Dental care should be for all
25 October 2012
In Australia, the mouth is not considered part of your body, at least for the purposes of the Medicare health care system. Patients who can't afford to see a private dentist have to wait years on the public dental waiting lists.
The University of Sydney's Hans Zoellner believes the result of this can be seen in our public hospitals. He points out that at Westmead Hospital one or two patients end up in intensive care every week unable to breathe because dental infection has spread. Yet, to the frustration of dentists, such incidents are entirely preventable if early treatment is available.
Associate Professor Zoellner, Head of Oral Pathology and Oral Medicine in the Faculty of Dentistry, is pushing for a fundamental shift in how dentistry is provided and paid for.
"At the moment public dental clinics cannot provide people the dental care they most need. Because of the long wait lists and the intense demand, public dental clinics can only provide basic dental care," Zoellner says.
"Private dental care is too expensive for many people on low incomes. I've received an email from an 82-year-old pensioner who said it costs him a week's pension to see a dentist. If he was sick he could easily see a doctor thanks to Medicare. But because he has a toothache, it means he has to choose between spending a week of his pension on a private dentist or wait in the public system.
Zoellner has been a researcher for almost two decades, and describes including Medicare in the dental system as a "game changer".
"There is a tsunami of dental issues from the ageing population washing onto our society and I think it's important that we prepare for it. Now is the time to get dental Medicare in place, before it is too late to do it in a sensible way.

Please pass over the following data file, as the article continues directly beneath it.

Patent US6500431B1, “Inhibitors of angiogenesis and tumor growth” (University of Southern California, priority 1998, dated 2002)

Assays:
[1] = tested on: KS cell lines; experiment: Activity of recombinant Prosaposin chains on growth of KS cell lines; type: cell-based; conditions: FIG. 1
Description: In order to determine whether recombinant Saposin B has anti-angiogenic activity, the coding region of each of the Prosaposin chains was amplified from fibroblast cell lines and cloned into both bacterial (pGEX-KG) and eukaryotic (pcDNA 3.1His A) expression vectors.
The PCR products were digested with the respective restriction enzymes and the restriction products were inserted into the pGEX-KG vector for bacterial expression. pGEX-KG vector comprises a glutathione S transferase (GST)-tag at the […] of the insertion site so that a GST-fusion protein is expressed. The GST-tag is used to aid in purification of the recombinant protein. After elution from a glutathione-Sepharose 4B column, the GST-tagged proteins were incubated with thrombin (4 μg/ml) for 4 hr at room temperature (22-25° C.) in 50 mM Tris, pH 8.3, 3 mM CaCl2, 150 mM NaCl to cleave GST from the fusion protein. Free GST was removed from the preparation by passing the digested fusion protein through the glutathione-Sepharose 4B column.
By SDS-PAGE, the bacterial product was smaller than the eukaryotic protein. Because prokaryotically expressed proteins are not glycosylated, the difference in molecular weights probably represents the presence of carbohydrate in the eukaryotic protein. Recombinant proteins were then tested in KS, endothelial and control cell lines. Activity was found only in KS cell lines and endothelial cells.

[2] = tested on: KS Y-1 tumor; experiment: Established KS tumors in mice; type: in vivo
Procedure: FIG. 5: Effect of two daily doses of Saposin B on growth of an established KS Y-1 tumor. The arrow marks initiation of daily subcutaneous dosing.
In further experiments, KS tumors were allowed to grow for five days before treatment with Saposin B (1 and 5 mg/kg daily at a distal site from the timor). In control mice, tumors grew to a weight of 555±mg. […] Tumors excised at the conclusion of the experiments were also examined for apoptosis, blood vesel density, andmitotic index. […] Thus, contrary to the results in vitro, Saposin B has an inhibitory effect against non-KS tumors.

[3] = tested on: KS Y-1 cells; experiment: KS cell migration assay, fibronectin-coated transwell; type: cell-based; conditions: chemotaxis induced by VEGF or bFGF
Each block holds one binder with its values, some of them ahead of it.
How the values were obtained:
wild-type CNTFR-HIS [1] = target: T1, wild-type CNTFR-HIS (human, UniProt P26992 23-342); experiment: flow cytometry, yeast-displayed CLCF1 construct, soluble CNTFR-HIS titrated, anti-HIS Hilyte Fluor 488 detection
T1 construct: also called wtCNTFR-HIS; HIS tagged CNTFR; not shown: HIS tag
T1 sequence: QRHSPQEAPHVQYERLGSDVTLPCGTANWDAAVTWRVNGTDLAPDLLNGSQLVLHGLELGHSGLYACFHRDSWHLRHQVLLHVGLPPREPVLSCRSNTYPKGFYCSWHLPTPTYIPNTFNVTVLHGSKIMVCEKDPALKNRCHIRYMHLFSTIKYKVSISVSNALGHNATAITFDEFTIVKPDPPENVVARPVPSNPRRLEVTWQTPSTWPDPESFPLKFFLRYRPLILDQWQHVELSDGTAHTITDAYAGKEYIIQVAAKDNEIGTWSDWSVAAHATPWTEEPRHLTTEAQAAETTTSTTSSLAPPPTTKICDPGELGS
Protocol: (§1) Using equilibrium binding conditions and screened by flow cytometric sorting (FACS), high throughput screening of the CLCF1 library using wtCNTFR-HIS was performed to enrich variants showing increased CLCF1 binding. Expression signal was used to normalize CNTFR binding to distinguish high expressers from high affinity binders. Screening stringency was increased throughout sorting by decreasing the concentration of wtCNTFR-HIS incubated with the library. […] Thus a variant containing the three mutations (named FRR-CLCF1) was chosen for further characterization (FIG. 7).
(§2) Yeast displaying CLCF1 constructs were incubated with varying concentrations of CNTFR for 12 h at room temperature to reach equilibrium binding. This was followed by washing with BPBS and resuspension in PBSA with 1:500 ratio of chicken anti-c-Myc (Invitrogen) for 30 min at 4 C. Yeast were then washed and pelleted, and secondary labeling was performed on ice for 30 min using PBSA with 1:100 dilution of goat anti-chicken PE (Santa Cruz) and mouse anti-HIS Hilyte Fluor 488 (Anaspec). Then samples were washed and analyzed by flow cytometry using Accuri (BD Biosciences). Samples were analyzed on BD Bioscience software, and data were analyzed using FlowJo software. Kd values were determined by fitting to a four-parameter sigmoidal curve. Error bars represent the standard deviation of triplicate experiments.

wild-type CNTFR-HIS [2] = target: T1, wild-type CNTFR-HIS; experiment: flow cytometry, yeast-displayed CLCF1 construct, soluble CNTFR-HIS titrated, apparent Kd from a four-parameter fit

"Including dental care in Medicare would increase competition among dentists, ensure there were national guidelines for best practice and free up the public system to deal with the most difficult and complex cases."
Associate Professor Zoellner says good dental care should be available to everyone, regardless of their ability to pay. He is therefore particularly critical of the federal government's decision to close the Chronic Disease Dental Scheme from December 2012, which he describes as a significant step towards making dental care affordable for all.
The scheme provided people with chronic conditions such as diabetes, cancer or mental health problems access to $4250 for dental services over two years through Medicare benefits. From December these benefits will cease.
"I would encourage anyone who is passionate about making dental care available to people who need it most to sign an online petition and let your members of parliament know that this issue is important to you."
Enquiries: Sally Sitou, 9351 8647, firstname.lastname@example.org